What should the end result be? 1, 2, 3? Or just 1, 2?

This problem is caused by destructive updates. We just don’t have enough information to figure this out. CRDTs solve this by only allowing monotonic updates. In other words, any operation must make the data structure “larger”. In this post, we’ll look at what that notion means.

By the way, there are CRDT sets that allow deletion of elements. But they need to capture extra metadata, e.g. when the deletion happened, to make sense of conflicting operations.

John Bercow, former Speaker of the House, presumably uttering his signature phrase

Order! Orderrrr!

Sometimes, we need to compare two values and see which one is “bigger”. In JavaScript, the most basic way to do that would be to use the < operator. It returns a boolean that indicates that the left value is less than than the right value, according to some form of “less than” semantics.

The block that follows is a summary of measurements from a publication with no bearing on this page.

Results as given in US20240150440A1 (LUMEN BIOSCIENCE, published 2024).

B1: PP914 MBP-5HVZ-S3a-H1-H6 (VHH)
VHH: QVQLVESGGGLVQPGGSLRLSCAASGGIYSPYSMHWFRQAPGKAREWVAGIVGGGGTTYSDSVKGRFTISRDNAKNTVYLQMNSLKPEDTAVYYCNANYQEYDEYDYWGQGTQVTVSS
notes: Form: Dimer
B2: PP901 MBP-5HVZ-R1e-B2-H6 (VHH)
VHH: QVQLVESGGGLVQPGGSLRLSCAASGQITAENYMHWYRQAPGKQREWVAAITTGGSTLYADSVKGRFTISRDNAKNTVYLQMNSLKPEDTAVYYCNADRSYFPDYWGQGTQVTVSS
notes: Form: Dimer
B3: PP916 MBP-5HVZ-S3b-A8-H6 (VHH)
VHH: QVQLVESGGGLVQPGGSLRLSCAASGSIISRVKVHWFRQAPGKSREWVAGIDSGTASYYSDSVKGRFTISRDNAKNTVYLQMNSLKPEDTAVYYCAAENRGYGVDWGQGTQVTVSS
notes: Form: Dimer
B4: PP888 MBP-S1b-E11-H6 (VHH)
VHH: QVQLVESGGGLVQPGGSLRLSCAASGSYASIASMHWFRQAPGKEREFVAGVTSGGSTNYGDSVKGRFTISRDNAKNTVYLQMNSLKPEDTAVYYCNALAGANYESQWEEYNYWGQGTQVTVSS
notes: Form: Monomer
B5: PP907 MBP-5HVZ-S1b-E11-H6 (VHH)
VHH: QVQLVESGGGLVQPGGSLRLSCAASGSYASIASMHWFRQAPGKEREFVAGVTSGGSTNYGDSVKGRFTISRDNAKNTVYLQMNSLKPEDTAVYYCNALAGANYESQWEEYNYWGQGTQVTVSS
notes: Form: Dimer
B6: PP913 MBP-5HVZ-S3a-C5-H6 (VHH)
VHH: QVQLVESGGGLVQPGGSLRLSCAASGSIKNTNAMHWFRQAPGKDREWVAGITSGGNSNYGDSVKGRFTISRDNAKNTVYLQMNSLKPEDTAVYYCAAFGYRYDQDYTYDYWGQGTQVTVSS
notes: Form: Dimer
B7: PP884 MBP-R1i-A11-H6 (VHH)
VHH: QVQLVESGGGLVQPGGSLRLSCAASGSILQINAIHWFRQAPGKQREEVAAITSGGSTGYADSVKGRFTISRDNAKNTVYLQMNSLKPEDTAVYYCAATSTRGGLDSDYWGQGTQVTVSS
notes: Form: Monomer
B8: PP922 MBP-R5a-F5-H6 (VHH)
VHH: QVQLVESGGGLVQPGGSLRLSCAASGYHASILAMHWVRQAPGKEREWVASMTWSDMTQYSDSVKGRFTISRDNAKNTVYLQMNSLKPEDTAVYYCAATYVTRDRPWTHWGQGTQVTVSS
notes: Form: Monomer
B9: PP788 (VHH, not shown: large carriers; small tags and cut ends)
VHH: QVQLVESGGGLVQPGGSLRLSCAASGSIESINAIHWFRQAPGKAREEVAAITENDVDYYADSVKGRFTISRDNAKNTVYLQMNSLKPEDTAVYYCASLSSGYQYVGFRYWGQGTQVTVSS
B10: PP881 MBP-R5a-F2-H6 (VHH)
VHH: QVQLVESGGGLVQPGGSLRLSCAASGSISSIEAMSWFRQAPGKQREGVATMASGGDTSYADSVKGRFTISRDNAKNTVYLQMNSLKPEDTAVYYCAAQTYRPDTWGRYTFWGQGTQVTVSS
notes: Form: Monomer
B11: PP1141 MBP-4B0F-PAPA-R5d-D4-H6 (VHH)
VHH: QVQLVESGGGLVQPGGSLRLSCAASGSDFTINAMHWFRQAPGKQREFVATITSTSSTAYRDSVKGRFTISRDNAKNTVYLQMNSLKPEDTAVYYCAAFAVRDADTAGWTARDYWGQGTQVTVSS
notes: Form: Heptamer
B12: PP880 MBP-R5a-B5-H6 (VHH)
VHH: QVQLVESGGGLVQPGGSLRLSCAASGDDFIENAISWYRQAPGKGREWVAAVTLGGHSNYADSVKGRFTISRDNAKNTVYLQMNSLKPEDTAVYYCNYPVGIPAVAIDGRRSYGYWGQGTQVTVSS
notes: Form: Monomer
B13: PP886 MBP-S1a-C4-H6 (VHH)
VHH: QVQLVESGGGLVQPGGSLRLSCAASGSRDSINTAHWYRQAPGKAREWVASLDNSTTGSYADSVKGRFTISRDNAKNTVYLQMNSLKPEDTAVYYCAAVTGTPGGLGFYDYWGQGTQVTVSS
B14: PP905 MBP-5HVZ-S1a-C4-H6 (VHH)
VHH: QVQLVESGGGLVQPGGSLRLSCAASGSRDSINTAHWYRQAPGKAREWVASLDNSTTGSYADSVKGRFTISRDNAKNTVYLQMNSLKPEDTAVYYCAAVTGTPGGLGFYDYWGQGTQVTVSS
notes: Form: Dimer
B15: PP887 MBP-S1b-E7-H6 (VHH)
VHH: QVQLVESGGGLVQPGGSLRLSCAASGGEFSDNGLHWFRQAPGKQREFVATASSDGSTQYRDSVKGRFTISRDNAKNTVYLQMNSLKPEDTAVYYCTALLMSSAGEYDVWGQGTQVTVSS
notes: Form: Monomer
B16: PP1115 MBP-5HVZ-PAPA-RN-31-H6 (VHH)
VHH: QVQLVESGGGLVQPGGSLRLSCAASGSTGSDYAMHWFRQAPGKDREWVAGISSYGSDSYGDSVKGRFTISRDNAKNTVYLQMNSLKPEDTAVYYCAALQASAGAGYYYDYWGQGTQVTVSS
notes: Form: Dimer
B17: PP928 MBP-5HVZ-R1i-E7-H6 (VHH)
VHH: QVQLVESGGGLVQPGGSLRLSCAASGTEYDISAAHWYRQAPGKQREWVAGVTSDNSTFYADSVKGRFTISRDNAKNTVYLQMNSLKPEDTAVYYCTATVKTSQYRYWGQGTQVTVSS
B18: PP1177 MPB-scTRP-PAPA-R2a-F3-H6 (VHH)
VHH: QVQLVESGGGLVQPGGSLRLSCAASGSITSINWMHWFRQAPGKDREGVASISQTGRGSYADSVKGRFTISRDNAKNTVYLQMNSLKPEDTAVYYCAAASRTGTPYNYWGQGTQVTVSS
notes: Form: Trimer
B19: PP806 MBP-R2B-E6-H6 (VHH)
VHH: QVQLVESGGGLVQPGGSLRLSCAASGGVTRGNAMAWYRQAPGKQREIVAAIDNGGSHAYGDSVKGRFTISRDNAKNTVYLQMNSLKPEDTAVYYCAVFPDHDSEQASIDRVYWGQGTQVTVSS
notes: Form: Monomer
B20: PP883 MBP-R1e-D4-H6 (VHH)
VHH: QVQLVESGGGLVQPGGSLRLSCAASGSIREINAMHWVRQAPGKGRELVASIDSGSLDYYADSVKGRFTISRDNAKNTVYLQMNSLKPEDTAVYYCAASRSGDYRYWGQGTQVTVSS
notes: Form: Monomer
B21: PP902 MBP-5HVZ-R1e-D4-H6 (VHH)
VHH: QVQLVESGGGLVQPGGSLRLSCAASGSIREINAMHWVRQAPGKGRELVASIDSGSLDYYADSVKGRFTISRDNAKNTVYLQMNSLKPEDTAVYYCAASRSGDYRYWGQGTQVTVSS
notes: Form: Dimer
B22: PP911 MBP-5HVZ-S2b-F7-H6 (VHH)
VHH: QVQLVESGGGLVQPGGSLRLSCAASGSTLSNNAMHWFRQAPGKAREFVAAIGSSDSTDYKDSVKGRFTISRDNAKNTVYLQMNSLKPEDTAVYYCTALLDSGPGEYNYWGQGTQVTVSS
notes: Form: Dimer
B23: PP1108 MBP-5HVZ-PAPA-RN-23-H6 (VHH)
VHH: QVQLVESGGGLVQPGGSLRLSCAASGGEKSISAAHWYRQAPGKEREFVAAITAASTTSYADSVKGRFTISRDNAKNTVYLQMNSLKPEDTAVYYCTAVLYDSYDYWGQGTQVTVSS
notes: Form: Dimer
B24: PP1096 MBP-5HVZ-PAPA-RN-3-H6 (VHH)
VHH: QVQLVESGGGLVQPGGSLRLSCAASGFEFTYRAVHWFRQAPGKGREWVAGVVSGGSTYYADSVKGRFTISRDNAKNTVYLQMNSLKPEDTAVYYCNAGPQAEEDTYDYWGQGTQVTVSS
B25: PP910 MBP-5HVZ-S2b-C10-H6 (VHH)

When talking about complex data types, just using < doesn’t cut it. There could be some special rules about comparisons. JavaScript often doesn’t help us a lot:

  [] < "foobar",
  ["hi"] < {x: "y"}

Ideally, those two things should be “incomparable”. But JavaScript with its type coercions will always try to give an answer.

Comparing things

What we do instead is: capture the notion of “comparability” into a separate interface. As you know, JavaScript does not have interfaces. But first, we need to talk about the result of a comparison. In standard JS we’d have the following cases: